Reading Time: 6 minutes
The short-term effects of drinking alcohol and symptoms of alcohol abuse, typically include impaired balance and coordination, disorientation, and being noticeably drunk, but these effects typically wear off within a few hours. It’s the long-term effects and symptoms of alcohol abuse that are difficult to see, dangerous to live with, and nearly impossible to overcome, which is what you need to watch out for.
It’s easy to understand that drinking makes you drunk and that being drunk can make you vulnerable to various dangers such as DUI, car accident, and being taken advantage of, among other negative consequences. What isn’t always as easy to see is the fact that drinking also has various long-term effects that can stick around even after you decide to quit drinking. The dangers of alcohol abuse don’t just go away when you quit drinking—in fact, the long-term effects of alcohol abuse are often more dangerous than the immediate effects themselves.
A myriad of different health issues can arise as a result of chronic alcohol abuse or alcohol addiction. Some of these issues may go away on their own with time, while others may cause long-term damage that progressively becomes worse. Deciding to quit drinking is one of the best decisions you can make for your health. However, your health may already have sustained great damage from drinking by the time you decide to quit.
Long-Term Effects of Alcohol on the Brain
Men and women who engage in heavy alcohol use are highly likely to experience shrinkage of the brain. The brain can be permanently damaged as a result of binge drinking, consuming excessive amounts of alcohol, and consuming alcohol for a prolonged period.
Memory lapses are likely when alcohol abuse is a factor. The longer a person drinks alcohol on a regular basis, the more severe and frequent these memory lapses will become. Even after a person stops drinking, the brain will continue to suffer great damage and experience difficulty with learning new things or retaining information in a clear, concise manner. Studies have not yet determined the exact cause of alcohol abuse and how it relates to brain damage, aside from the fact that drinking has been found to cause brain shrinkage.
Long-Term Effects of Alcohol on the Liver
Alcohol abuse can also cause significant damage to the liver. Excessive drinking causes liver damage that is irreversible, and in many cases, may not even cause symptoms until many years after the last drink was consumed. However, these symptoms of alcohol abuse can be detected by your doctor if you are open with your doctor about your level of alcohol consumption. Stopping drinking will always slow down and prevent further liver damage from occurring. If you’re suffering from alcohol abuse or addiction, quitting drinking today can significantly reduce your risk for suffering worsened liver health.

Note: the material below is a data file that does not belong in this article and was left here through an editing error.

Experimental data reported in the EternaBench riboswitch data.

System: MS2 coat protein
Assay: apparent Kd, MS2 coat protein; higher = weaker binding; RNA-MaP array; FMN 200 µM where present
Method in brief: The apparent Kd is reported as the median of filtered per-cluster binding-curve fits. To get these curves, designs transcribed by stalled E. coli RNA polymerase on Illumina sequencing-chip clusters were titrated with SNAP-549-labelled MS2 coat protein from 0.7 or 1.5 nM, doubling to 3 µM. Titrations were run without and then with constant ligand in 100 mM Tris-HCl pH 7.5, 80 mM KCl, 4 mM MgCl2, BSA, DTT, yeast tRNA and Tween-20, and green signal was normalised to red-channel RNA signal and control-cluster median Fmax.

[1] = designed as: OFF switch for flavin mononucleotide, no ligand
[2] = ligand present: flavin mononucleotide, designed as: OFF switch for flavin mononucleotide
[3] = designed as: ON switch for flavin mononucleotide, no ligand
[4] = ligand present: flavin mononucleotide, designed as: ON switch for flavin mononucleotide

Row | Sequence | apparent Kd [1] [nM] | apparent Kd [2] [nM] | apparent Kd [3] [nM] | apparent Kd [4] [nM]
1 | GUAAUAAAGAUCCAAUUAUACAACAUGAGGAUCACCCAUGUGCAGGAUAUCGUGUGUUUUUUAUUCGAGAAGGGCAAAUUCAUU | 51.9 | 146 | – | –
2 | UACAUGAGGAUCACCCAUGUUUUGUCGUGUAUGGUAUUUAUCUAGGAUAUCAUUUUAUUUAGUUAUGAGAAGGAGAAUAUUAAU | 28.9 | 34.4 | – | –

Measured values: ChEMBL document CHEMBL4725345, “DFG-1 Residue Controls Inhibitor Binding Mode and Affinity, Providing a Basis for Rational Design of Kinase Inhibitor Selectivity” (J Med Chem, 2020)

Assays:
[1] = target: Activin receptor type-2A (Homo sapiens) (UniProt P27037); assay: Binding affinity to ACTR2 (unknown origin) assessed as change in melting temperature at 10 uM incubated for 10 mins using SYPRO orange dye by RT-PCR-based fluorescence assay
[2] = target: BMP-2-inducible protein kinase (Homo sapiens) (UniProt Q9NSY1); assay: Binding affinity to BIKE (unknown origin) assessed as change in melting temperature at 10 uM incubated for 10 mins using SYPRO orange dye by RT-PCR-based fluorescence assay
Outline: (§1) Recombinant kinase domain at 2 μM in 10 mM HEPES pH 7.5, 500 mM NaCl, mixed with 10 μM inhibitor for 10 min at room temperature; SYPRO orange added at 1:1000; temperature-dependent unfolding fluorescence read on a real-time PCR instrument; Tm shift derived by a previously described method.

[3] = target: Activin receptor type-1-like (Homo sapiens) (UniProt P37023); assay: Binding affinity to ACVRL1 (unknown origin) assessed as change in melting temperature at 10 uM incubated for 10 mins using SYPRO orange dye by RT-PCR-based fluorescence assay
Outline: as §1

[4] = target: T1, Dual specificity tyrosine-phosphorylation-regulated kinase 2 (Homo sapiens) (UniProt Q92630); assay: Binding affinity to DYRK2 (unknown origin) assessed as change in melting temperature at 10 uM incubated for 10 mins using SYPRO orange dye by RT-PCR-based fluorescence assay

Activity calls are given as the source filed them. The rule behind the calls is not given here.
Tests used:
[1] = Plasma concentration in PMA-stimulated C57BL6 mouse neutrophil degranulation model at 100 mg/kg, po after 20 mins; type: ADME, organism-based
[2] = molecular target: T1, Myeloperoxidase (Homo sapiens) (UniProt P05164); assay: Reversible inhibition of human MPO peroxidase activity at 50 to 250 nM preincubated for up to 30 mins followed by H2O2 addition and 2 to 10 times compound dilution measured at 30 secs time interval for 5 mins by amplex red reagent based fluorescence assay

Heavy alcohol use can put excessive strain on the liver that makes it difficult for the liver to do its job. The liver is the main organ responsible for eliminating alcohol from the body — meaning constant or frequent high levels of blood alcohol can damage the cells within the liver.
With sustained drinking, the liver will eventually suffer damage, and progress to conditions including fatty liver disease, alcoholic hepatitis, and cirrhosis. Collectively, these health conditions are known as alcoholic liver disease. Symptoms may include nausea, vomiting, loss of appetite, and severe abdominal pain.
The sooner you quit drinking, the sooner you can allow your liver to repair itself. But sustained drinking can eventually lead to catastrophic liver failure, followed by death if a liver transplant cannot be carried out.
Long-Term Effects of Alcohol on the Pancreas
Pancreatic and intestinal damage can also occur due to alcohol abuse. The pancreas secretes enzymes into the small intestine that help break down food particles for digestion. The pancreas also produces insulin to help regulate the body’s glucose level. When you drink alcohol, the toxins from alcohol can lead to acute or chronic pancreatitis or inflammation of the pancreas.